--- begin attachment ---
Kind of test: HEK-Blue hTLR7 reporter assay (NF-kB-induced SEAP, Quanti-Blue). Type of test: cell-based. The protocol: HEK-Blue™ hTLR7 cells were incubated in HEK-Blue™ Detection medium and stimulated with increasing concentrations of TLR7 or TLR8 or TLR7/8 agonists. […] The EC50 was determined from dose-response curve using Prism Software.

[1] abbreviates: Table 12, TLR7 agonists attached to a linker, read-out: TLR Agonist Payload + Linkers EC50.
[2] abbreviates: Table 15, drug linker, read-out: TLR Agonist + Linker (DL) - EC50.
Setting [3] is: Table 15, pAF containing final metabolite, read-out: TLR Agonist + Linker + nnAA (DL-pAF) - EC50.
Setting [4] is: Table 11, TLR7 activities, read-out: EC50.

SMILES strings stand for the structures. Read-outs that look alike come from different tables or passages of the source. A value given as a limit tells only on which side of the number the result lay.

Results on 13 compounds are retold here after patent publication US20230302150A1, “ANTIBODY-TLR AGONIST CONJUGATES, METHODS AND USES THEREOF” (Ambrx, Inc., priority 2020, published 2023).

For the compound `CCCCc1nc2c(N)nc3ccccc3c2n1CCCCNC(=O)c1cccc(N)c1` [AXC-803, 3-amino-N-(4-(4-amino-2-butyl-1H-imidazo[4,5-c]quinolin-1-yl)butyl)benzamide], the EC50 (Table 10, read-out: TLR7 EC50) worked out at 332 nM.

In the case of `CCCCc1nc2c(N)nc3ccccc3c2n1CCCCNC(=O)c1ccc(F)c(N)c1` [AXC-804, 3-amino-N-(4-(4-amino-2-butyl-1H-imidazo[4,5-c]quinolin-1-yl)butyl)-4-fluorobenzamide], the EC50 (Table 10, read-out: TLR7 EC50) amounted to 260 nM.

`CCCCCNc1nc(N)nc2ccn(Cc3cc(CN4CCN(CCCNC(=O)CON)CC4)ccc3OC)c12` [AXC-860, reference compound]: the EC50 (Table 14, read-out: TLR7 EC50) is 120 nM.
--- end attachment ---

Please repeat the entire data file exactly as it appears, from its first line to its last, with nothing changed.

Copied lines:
Kind of test: HEK-Blue hTLR7 reporter assay (NF-kB-induced SEAP, Quanti-Blue). Type of test: cell-based. The protocol: HEK-Blue™ hTLR7 cells were incubated in HEK-Blue™ Detection medium and stimulated with increasing concentrations of TLR7 or TLR8 or TLR7/8 agonists. […] The EC50 was determined from dose-response curve using Prism Software.

[1] abbreviates: Table 12, TLR7 agonists attached to a linker, read-out: TLR Agonist Payload + Linkers EC50.
[2] abbreviates: Table 15, drug linker, read-out: TLR Agonist + Linker (DL) - EC50.
Setting [3] is: Table 15, pAF containing final metabolite, read-out: TLR Agonist + Linker + nnAA (DL-pAF) - EC50.
Setting [4] is: Table 11, TLR7 activities, read-out: EC50.

SMILES strings stand for the structures. Read-outs that look alike come from different tables or passages of the source. A value given as a limit tells only on which side of the number the result lay.

Results on 13 compounds are retold here after patent publication US20230302150A1, “ANTIBODY-TLR AGONIST CONJUGATES, METHODS AND USES THEREOF” (Ambrx, Inc., priority 2020, published 2023).

For the compound `CCCCc1nc2c(N)nc3ccccc3c2n1CCCCNC(=O)c1cccc(N)c1` [AXC-803, 3-amino-N-(4-(4-amino-2-butyl-1H-imidazo[4,5-c]quinolin-1-yl)butyl)benzamide], the EC50 (Table 10, read-out: TLR7 EC50) worked out at 332 nM.

In the case of `CCCCc1nc2c(N)nc3ccccc3c2n1CCCCNC(=O)c1ccc(F)c(N)c1` [AXC-804, 3-amino-N-(4-(4-amino-2-butyl-1H-imidazo[4,5-c]quinolin-1-yl)butyl)-4-fluorobenzamide], the EC50 (Table 10, read-out: TLR7 EC50) amounted to 260 nM.

`CCCCCNc1nc(N)nc2ccn(Cc3cc(CN4CCN(CCCNC(=O)CON)CC4)ccc3OC)c12` [AXC-860, reference compound]: the EC50 (Table 14, read-out: TLR7 EC50) is 120 nM.